…said a NOAA meteorologist this afternoon at the Weather Ready Nation meeting.
I immediately replied that is because we never tell anyone about our successes!
|Panel discussion at the Weather Ready Nation meeting this afternoon
There were 17 speakers in the morning session and only one — a social scientist — said “things went pretty well” with this year’s violent tornadoes. The rest were versions of “woe is us” — too many people in the U.S. died. “We failed,” the thinking went. I strongly disagree.
Now, so I am clear: Too many people did die in tornadoes this year! But, it is now confirmed, more than 99% of the people killed by tornadoes this year were in both a tornado watch and a tornado warning when the storm arrived. That is an absolutely amazing scientific accomplishment.
But, until I tweeted it from the meeting (@usweatherexpert), no one outside of the meteorological profession knew it.
So, given better than 99% warning accuracy, the cause of the unusually high death toll likely lies elsewhere.
Take a look at the graph below, it is the tornado death rate (logarithmic scale — this was a meeting of scientists after all) since the late 1800′s:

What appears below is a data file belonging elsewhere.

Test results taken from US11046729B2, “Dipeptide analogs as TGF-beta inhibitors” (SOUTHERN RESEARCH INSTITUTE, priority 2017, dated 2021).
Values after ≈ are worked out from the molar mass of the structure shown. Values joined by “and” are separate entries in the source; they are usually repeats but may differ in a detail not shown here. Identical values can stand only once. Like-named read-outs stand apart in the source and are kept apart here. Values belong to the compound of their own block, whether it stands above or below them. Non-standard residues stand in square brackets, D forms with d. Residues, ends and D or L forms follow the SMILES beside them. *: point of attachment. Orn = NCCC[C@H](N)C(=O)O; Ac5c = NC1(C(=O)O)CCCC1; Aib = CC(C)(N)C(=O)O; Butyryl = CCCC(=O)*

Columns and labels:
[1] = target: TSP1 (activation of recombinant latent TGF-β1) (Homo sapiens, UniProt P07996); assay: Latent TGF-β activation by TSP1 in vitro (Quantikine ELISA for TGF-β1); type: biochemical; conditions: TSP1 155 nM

|From Dr. Harold Brooks, NOAA; click to enlarge
Fifty years ago, most everyone lived in a permanent home or apartment building. In recent decades, mobile and manufactured home use has exploded. The different in death rates is illustrated on the graph. The open squares are the death rate in permanent buildings. In those building types, the tornado death rate has plummeted and continues to do so.
However, the black squares are the year death rates in mobile homes. Keeping mind that only a few states require shelters in mobile home parks and that death rates in mobile homes are 15-20 times that of permanent buildings, you get giant death tolls like the U.S. experienced this year when tornadoes hit areas highly populated with mobile homes. Combine strong tornadoes in densely populated cities (Joplin, Minneapolis, Birmingham, etc.) and you get high number of deaths regardless of warning accuracy, especially when most of the cities happen to be ones where basement construction is not the norm.
Meteorologists, in general, do a terrible job of promoting ourselves and our work. So, people too often think of meteorologists as “people who get to keep their job when they are wrong all the time” rather than scientists who provide a tremendously valuable service to America at a very low cost to our society.